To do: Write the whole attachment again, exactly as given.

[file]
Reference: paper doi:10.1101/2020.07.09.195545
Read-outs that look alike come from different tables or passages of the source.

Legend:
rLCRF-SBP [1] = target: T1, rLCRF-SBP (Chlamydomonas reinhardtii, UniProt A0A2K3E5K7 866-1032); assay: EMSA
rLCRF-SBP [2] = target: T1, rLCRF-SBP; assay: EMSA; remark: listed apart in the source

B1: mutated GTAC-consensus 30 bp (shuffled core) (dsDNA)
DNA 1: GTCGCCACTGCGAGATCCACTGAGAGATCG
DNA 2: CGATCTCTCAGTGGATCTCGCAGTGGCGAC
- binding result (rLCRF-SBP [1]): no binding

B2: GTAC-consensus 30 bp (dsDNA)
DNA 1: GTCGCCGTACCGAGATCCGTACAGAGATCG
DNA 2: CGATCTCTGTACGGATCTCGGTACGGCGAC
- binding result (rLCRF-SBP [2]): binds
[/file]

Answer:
Reference: paper doi:10.1101/2020.07.09.195545
Read-outs that look alike come from different tables or passages of the source.

Legend:
rLCRF-SBP [1] = target: T1, rLCRF-SBP (Chlamydomonas reinhardtii, UniProt A0A2K3E5K7 866-1032); assay: EMSA
rLCRF-SBP [2] = target: T1, rLCRF-SBP; assay: EMSA; remark: listed apart in the source

B1: mutated GTAC-consensus 30 bp (shuffled core) (dsDNA)
DNA 1: GTCGCCACTGCGAGATCCACTGAGAGATCG
DNA 2: CGATCTCTCAGTGGATCTCGCAGTGGCGAC
- binding result (rLCRF-SBP [1]): no binding

B2: GTAC-consensus 30 bp (dsDNA)
DNA 1: GTCGCCGTACCGAGATCCGTACAGAGATCG
DNA 2: CGATCTCTGTACGGATCTCGGTACGGCGAC
- binding result (rLCRF-SBP [2]): binds